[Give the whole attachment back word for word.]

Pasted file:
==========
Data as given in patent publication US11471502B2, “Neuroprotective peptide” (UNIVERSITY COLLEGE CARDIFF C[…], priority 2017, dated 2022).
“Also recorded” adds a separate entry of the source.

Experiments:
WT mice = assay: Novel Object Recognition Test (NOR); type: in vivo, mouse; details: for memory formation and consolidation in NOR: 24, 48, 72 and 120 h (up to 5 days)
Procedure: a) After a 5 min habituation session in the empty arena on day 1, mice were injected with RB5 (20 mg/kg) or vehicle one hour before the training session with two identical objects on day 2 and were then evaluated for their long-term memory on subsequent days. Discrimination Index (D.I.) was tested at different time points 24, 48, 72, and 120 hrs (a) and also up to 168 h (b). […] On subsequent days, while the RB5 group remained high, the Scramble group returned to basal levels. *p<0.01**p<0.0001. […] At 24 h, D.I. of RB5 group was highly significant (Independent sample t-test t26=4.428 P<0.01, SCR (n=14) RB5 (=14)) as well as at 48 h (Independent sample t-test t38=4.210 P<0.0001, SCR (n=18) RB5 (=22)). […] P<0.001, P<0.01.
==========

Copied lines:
Data as given in patent publication US11471502B2, “Neuroprotective peptide” (UNIVERSITY COLLEGE CARDIFF C[…], priority 2017, dated 2022).
“Also recorded” adds a separate entry of the source.

Experiments:
WT mice = assay: Novel Object Recognition Test (NOR); type: in vivo, mouse; details: for memory formation and consolidation in NOR: 24, 48, 72 and 120 h (up to 5 days)
Procedure: a) After a 5 min habituation session in the empty arena on day 1, mice were injected with RB5 (20 mg/kg) or vehicle one hour before the training session with two identical objects on day 2 and were then evaluated for their long-term memory on subsequent days. Discrimination Index (D.I.) was tested at different time points 24, 48, 72, and 120 hrs (a) and also up to 168 h (b). […] On subsequent days, while the RB5 group remained high, the Scramble group returned to basal levels. *p<0.01**p<0.0001. […] At 24 h, D.I. of RB5 group was highly significant (Independent sample t-test t26=4.428 P<0.01, SCR (n=14) RB5 (=14)) as well as at 48 h (Independent sample t-test t38=4.210 P<0.0001, SCR (n=18) RB5 (=22)). […] P<0.001, P<0.01.